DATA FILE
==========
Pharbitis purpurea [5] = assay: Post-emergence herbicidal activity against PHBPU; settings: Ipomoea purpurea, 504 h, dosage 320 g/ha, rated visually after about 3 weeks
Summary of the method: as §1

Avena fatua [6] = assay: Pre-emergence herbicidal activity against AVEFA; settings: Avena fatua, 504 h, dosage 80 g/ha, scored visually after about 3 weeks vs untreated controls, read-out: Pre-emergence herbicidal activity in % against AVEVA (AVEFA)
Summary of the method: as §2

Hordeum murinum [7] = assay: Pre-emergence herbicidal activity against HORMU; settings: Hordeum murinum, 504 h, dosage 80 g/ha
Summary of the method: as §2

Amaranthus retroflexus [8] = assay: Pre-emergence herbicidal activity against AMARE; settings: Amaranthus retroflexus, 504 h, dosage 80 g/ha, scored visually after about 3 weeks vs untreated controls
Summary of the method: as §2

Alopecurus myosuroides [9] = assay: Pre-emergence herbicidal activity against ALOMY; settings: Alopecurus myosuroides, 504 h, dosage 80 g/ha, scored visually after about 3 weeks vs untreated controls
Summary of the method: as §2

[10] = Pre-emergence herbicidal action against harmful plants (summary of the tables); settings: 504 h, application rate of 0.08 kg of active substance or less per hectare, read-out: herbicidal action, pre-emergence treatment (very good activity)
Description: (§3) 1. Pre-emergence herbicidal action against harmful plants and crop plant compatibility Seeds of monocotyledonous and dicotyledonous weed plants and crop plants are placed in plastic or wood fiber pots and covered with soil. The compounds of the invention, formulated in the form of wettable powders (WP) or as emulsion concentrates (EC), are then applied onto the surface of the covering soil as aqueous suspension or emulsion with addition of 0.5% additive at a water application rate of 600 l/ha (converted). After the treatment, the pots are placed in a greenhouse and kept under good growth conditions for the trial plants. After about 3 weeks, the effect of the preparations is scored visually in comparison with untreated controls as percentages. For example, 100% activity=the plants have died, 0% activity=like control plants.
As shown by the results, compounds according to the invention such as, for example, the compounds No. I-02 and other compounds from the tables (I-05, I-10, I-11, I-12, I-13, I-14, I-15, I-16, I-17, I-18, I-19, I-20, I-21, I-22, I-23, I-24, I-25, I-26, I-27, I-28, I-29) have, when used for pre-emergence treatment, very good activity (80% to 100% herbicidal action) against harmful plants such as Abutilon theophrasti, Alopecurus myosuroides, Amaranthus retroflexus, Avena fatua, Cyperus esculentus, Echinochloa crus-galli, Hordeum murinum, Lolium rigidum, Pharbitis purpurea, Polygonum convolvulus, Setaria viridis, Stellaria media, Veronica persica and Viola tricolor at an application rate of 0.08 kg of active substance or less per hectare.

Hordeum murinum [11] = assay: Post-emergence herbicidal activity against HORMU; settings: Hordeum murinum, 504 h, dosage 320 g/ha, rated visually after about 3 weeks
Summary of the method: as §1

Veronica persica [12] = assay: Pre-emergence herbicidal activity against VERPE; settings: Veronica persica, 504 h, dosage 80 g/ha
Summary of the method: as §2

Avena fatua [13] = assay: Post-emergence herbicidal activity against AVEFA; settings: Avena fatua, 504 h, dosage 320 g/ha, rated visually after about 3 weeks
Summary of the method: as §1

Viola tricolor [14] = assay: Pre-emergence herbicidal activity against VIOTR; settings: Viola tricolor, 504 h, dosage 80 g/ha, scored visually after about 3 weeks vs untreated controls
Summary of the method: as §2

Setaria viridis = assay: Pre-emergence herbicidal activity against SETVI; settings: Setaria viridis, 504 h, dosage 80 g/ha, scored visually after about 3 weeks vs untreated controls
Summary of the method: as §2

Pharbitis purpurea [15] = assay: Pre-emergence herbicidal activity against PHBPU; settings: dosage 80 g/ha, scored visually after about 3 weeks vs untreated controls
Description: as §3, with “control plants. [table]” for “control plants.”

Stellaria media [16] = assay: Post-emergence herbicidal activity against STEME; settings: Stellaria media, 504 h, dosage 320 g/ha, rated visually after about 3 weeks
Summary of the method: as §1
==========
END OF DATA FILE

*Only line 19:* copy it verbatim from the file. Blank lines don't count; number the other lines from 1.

Summary of the method: as §1